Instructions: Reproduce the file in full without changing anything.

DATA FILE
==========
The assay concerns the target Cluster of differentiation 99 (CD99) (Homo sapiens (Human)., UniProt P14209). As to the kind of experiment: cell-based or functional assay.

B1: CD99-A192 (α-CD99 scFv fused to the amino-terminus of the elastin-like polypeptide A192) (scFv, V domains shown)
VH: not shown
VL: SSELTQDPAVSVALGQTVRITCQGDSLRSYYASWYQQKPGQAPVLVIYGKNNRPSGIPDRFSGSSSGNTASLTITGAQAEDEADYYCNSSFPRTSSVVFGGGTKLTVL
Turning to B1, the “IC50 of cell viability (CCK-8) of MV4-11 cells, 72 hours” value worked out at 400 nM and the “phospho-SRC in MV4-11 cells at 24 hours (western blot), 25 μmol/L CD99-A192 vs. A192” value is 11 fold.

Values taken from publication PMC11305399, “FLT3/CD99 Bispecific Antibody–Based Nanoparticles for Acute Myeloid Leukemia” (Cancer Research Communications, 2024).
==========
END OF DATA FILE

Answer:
The assay concerns the target Cluster of differentiation 99 (CD99) (Homo sapiens (Human)., UniProt P14209). As to the kind of experiment: cell-based or functional assay.

B1: CD99-A192 (α-CD99 scFv fused to the amino-terminus of the elastin-like polypeptide A192) (scFv, V domains shown)
VH: not shown
VL: SSELTQDPAVSVALGQTVRITCQGDSLRSYYASWYQQKPGQAPVLVIYGKNNRPSGIPDRFSGSSSGNTASLTITGAQAEDEADYYCNSSFPRTSSVVFGGGTKLTVL
Turning to B1, the “IC50 of cell viability (CCK-8) of MV4-11 cells, 72 hours” value worked out at 400 nM and the “phospho-SRC in MV4-11 cells at 24 hours (western blot), 25 μmol/L CD99-A192 vs. A192” value is 11 fold.

Values taken from publication PMC11305399, “FLT3/CD99 Bispecific Antibody–Based Nanoparticles for Acute Myeloid Leukemia” (Cancer Research Communications, 2024).